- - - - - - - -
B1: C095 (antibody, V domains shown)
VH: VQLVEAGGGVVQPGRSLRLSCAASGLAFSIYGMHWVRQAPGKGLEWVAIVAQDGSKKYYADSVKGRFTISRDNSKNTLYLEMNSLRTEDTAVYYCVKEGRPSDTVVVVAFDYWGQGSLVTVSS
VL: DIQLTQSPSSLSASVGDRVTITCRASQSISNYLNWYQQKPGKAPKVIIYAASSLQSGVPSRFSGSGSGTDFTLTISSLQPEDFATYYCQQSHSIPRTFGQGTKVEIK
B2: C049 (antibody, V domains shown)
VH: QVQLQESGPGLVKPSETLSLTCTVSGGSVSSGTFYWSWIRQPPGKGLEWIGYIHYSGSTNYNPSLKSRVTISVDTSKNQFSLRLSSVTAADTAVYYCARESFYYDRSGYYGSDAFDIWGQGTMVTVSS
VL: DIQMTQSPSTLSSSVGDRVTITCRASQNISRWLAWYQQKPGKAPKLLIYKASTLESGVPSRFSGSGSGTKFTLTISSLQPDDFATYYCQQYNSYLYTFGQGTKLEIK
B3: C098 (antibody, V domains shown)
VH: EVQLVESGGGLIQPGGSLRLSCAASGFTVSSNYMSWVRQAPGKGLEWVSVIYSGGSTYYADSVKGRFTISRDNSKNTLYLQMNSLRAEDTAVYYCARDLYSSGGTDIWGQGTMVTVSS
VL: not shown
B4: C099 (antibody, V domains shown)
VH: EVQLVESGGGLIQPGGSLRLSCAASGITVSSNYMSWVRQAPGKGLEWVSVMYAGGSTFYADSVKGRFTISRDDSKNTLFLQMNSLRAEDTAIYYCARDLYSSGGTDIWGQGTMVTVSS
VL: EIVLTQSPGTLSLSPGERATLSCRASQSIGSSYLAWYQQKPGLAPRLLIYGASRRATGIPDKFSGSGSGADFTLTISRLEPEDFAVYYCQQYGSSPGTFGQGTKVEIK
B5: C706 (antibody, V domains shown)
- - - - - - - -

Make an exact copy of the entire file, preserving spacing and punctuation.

B1: C095 (antibody, V domains shown)
VH: VQLVEAGGGVVQPGRSLRLSCAASGLAFSIYGMHWVRQAPGKGLEWVAIVAQDGSKKYYADSVKGRFTISRDNSKNTLYLEMNSLRTEDTAVYYCVKEGRPSDTVVVVAFDYWGQGSLVTVSS
VL: DIQLTQSPSSLSASVGDRVTITCRASQSISNYLNWYQQKPGKAPKVIIYAASSLQSGVPSRFSGSGSGTDFTLTISSLQPEDFATYYCQQSHSIPRTFGQGTKVEIK
B2: C049 (antibody, V domains shown)
VH: QVQLQESGPGLVKPSETLSLTCTVSGGSVSSGTFYWSWIRQPPGKGLEWIGYIHYSGSTNYNPSLKSRVTISVDTSKNQFSLRLSSVTAADTAVYYCARESFYYDRSGYYGSDAFDIWGQGTMVTVSS
VL: DIQMTQSPSTLSSSVGDRVTITCRASQNISRWLAWYQQKPGKAPKLLIYKASTLESGVPSRFSGSGSGTKFTLTISSLQPDDFATYYCQQYNSYLYTFGQGTKLEIK
B3: C098 (antibody, V domains shown)
VH: EVQLVESGGGLIQPGGSLRLSCAASGFTVSSNYMSWVRQAPGKGLEWVSVIYSGGSTYYADSVKGRFTISRDNSKNTLYLQMNSLRAEDTAVYYCARDLYSSGGTDIWGQGTMVTVSS
VL: not shown
B4: C099 (antibody, V domains shown)
VH: EVQLVESGGGLIQPGGSLRLSCAASGITVSSNYMSWVRQAPGKGLEWVSVMYAGGSTFYADSVKGRFTISRDDSKNTLFLQMNSLRAEDTAIYYCARDLYSSGGTDIWGQGTMVTVSS
VL: EIVLTQSPGTLSLSPGERATLSCRASQSIGSSYLAWYQQKPGLAPRLLIYGASRRATGIPDKFSGSGSGADFTLTISRLEPEDFAVYYCQQYGSSPGTFGQGTKVEIK
B5: C706 (antibody, V domains shown)